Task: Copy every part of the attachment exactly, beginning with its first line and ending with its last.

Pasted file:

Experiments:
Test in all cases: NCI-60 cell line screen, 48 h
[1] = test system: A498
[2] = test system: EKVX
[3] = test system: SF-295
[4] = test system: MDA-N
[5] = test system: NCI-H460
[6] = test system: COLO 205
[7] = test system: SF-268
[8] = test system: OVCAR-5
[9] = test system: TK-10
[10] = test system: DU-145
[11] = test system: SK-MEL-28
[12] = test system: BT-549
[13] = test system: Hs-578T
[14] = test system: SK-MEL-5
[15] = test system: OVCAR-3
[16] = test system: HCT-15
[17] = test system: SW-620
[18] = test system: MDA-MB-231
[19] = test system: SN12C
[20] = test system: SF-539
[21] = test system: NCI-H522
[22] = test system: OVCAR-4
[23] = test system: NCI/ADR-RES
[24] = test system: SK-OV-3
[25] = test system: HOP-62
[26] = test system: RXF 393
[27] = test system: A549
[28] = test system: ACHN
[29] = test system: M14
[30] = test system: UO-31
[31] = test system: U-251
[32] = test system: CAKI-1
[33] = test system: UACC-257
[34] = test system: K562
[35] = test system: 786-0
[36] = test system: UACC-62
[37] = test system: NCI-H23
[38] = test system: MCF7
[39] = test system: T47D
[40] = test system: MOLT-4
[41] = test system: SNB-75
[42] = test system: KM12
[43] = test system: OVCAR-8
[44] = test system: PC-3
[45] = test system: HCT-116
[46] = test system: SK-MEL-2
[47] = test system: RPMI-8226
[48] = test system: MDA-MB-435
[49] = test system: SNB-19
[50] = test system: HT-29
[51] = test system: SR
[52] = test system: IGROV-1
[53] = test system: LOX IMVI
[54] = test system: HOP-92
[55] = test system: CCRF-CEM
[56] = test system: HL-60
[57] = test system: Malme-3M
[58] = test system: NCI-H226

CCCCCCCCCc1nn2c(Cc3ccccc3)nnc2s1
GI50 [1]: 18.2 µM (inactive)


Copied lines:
Experiments:
Test in all cases: NCI-60 cell line screen, 48 h
[1] = test system: A498
[2] = test system: EKVX
[3] = test system: SF-295
[4] = test system: MDA-N
[5] = test system: NCI-H460
[6] = test system: COLO 205
[7] = test system: SF-268
[8] = test system: OVCAR-5
[9] = test system: TK-10
[10] = test system: DU-145
[11] = test system: SK-MEL-28
[12] = test system: BT-549
[13] = test system: Hs-578T
[14] = test system: SK-MEL-5
[15] = test system: OVCAR-3
[16] = test system: HCT-15
[17] = test system: SW-620
[18] = test system: MDA-MB-231
[19] = test system: SN12C
[20] = test system: SF-539
[21] = test system: NCI-H522
[22] = test system: OVCAR-4
[23] = test system: NCI/ADR-RES
[24] = test system: SK-OV-3
[25] = test system: HOP-62
[26] = test system: RXF 393
[27] = test system: A549
[28] = test system: ACHN
[29] = test system: M14
[30] = test system: UO-31
[31] = test system: U-251
[32] = test system: CAKI-1
[33] = test system: UACC-257
[34] = test system: K562
[35] = test system: 786-0
[36] = test system: UACC-62
[37] = test system: NCI-H23
[38] = test system: MCF7
[39] = test system: T47D
[40] = test system: MOLT-4
[41] = test system: SNB-75
[42] = test system: KM12
[43] = test system: OVCAR-8
[44] = test system: PC-3
[45] = test system: HCT-116
[46] = test system: SK-MEL-2
[47] = test system: RPMI-8226
[48] = test system: MDA-MB-435
[49] = test system: SNB-19
[50] = test system: HT-29
[51] = test system: SR
[52] = test system: IGROV-1
[53] = test system: LOX IMVI
[54] = test system: HOP-92
[55] = test system: CCRF-CEM
[56] = test system: HL-60
[57] = test system: Malme-3M
[58] = test system: NCI-H226

CCCCCCCCCc1nn2c(Cc3ccccc3)nnc2s1
GI50 [1]: 18.2 µM (inactive)